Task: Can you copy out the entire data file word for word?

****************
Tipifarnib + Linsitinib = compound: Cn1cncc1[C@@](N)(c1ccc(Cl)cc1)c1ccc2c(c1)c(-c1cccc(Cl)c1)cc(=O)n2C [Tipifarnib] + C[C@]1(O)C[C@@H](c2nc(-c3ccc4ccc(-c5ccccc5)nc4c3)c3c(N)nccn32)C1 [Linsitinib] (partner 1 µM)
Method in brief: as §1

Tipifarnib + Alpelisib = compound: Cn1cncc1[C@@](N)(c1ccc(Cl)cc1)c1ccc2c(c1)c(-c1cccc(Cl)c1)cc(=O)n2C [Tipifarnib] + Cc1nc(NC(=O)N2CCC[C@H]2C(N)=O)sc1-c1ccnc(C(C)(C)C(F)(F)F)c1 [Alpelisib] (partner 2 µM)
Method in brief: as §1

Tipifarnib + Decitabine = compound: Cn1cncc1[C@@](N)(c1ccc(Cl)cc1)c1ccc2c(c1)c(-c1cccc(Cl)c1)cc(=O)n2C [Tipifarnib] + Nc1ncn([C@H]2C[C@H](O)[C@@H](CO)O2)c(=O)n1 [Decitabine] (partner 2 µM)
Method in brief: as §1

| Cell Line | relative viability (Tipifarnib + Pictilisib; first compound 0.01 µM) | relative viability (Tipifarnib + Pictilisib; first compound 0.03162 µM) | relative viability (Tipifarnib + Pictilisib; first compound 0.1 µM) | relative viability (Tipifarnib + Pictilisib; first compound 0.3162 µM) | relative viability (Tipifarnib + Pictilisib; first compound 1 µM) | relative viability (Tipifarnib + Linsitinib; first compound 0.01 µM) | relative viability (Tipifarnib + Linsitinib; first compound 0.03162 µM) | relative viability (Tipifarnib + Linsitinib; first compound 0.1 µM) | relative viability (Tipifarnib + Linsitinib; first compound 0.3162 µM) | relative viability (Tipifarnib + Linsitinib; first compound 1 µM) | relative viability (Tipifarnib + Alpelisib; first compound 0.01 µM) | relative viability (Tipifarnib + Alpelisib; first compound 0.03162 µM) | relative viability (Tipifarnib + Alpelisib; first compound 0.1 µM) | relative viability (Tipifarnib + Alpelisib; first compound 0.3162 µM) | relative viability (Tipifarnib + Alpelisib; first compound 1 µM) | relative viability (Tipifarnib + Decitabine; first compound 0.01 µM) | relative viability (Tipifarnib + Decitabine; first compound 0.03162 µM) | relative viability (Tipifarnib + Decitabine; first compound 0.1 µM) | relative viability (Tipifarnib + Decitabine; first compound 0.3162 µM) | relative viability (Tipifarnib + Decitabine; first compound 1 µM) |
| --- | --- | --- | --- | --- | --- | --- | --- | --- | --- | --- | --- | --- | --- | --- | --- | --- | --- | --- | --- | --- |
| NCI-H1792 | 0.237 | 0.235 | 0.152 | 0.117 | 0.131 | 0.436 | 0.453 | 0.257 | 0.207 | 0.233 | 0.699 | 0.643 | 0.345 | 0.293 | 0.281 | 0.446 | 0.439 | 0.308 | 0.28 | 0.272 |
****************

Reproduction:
Tipifarnib + Linsitinib = compound: Cn1cncc1[C@@](N)(c1ccc(Cl)cc1)c1ccc2c(c1)c(-c1cccc(Cl)c1)cc(=O)n2C [Tipifarnib] + C[C@]1(O)C[C@@H](c2nc(-c3ccc4ccc(-c5ccccc5)nc4c3)c3c(N)nccn32)C1 [Linsitinib] (partner 1 µM)
Method in brief: as §1

Tipifarnib + Alpelisib = compound: Cn1cncc1[C@@](N)(c1ccc(Cl)cc1)c1ccc2c(c1)c(-c1cccc(Cl)c1)cc(=O)n2C [Tipifarnib] + Cc1nc(NC(=O)N2CCC[C@H]2C(N)=O)sc1-c1ccnc(C(C)(C)C(F)(F)F)c1 [Alpelisib] (partner 2 µM)
Method in brief: as §1

Tipifarnib + Decitabine = compound: Cn1cncc1[C@@](N)(c1ccc(Cl)cc1)c1ccc2c(c1)c(-c1cccc(Cl)c1)cc(=O)n2C [Tipifarnib] + Nc1ncn([C@H]2C[C@H](O)[C@@H](CO)O2)c(=O)n1 [Decitabine] (partner 2 µM)
Method in brief: as §1

| Cell Line | relative viability (Tipifarnib + Pictilisib; first compound 0.01 µM) | relative viability (Tipifarnib + Pictilisib; first compound 0.03162 µM) | relative viability (Tipifarnib + Pictilisib; first compound 0.1 µM) | relative viability (Tipifarnib + Pictilisib; first compound 0.3162 µM) | relative viability (Tipifarnib + Pictilisib; first compound 1 µM) | relative viability (Tipifarnib + Linsitinib; first compound 0.01 µM) | relative viability (Tipifarnib + Linsitinib; first compound 0.03162 µM) | relative viability (Tipifarnib + Linsitinib; first compound 0.1 µM) | relative viability (Tipifarnib + Linsitinib; first compound 0.3162 µM) | relative viability (Tipifarnib + Linsitinib; first compound 1 µM) | relative viability (Tipifarnib + Alpelisib; first compound 0.01 µM) | relative viability (Tipifarnib + Alpelisib; first compound 0.03162 µM) | relative viability (Tipifarnib + Alpelisib; first compound 0.1 µM) | relative viability (Tipifarnib + Alpelisib; first compound 0.3162 µM) | relative viability (Tipifarnib + Alpelisib; first compound 1 µM) | relative viability (Tipifarnib + Decitabine; first compound 0.01 µM) | relative viability (Tipifarnib + Decitabine; first compound 0.03162 µM) | relative viability (Tipifarnib + Decitabine; first compound 0.1 µM) | relative viability (Tipifarnib + Decitabine; first compound 0.3162 µM) | relative viability (Tipifarnib + Decitabine; first compound 1 µM) |
| --- | --- | --- | --- | --- | --- | --- | --- | --- | --- | --- | --- | --- | --- | --- | --- | --- | --- | --- | --- | --- |
| NCI-H1792 | 0.237 | 0.235 | 0.152 | 0.117 | 0.131 | 0.436 | 0.453 | 0.257 | 0.207 | 0.233 | 0.699 | 0.643 | 0.345 | 0.293 | 0.281 | 0.446 | 0.439 | 0.308 | 0.28 | 0.272 |